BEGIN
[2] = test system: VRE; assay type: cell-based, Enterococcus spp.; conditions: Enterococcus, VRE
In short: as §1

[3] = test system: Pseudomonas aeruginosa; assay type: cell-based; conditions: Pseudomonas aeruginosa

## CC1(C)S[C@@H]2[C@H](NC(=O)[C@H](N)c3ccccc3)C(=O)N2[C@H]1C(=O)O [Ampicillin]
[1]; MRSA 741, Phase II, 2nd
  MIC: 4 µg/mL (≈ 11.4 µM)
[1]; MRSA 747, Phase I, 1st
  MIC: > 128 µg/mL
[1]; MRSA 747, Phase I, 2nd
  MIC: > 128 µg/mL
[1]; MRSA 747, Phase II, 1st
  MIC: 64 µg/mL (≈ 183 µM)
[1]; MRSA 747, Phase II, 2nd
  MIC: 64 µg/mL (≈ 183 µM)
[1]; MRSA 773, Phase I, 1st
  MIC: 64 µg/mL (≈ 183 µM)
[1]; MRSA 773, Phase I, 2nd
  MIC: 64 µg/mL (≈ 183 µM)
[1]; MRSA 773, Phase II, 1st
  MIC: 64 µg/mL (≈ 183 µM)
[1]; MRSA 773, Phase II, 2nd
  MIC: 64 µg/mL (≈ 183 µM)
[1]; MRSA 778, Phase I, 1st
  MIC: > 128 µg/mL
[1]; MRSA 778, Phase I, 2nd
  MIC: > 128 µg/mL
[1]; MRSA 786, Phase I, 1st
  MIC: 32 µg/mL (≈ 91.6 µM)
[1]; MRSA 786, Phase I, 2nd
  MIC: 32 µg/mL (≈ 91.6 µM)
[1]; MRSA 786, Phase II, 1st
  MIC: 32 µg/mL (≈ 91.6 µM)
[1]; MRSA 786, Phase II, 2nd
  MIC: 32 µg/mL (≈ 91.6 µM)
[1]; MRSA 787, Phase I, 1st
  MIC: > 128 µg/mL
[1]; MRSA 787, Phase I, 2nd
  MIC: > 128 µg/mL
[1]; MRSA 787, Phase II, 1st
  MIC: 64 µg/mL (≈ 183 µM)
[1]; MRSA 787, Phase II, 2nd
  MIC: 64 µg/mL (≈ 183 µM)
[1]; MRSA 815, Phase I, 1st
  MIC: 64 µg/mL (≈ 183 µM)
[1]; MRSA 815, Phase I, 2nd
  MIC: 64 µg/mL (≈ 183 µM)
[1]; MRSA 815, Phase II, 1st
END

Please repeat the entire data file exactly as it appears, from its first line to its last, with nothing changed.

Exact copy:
[2] = test system: VRE; assay type: cell-based, Enterococcus spp.; conditions: Enterococcus, VRE
In short: as §1

[3] = test system: Pseudomonas aeruginosa; assay type: cell-based; conditions: Pseudomonas aeruginosa

## CC1(C)S[C@@H]2[C@H](NC(=O)[C@H](N)c3ccccc3)C(=O)N2[C@H]1C(=O)O [Ampicillin]
[1]; MRSA 741, Phase II, 2nd
  MIC: 4 µg/mL (≈ 11.4 µM)
[1]; MRSA 747, Phase I, 1st
  MIC: > 128 µg/mL
[1]; MRSA 747, Phase I, 2nd
  MIC: > 128 µg/mL
[1]; MRSA 747, Phase II, 1st
  MIC: 64 µg/mL (≈ 183 µM)
[1]; MRSA 747, Phase II, 2nd
  MIC: 64 µg/mL (≈ 183 µM)
[1]; MRSA 773, Phase I, 1st
  MIC: 64 µg/mL (≈ 183 µM)
[1]; MRSA 773, Phase I, 2nd
  MIC: 64 µg/mL (≈ 183 µM)
[1]; MRSA 773, Phase II, 1st
  MIC: 64 µg/mL (≈ 183 µM)
[1]; MRSA 773, Phase II, 2nd
  MIC: 64 µg/mL (≈ 183 µM)
[1]; MRSA 778, Phase I, 1st
  MIC: > 128 µg/mL
[1]; MRSA 778, Phase I, 2nd
  MIC: > 128 µg/mL
[1]; MRSA 786, Phase I, 1st
  MIC: 32 µg/mL (≈ 91.6 µM)
[1]; MRSA 786, Phase I, 2nd
  MIC: 32 µg/mL (≈ 91.6 µM)
[1]; MRSA 786, Phase II, 1st
  MIC: 32 µg/mL (≈ 91.6 µM)
[1]; MRSA 786, Phase II, 2nd
  MIC: 32 µg/mL (≈ 91.6 µM)
[1]; MRSA 787, Phase I, 1st
  MIC: > 128 µg/mL
[1]; MRSA 787, Phase I, 2nd
  MIC: > 128 µg/mL
[1]; MRSA 787, Phase II, 1st
  MIC: 64 µg/mL (≈ 183 µM)
[1]; MRSA 787, Phase II, 2nd
  MIC: 64 µg/mL (≈ 183 µM)
[1]; MRSA 815, Phase I, 1st
  MIC: 64 µg/mL (≈ 183 µM)
[1]; MRSA 815, Phase I, 2nd
  MIC: 64 µg/mL (≈ 183 µM)
[1]; MRSA 815, Phase II, 1st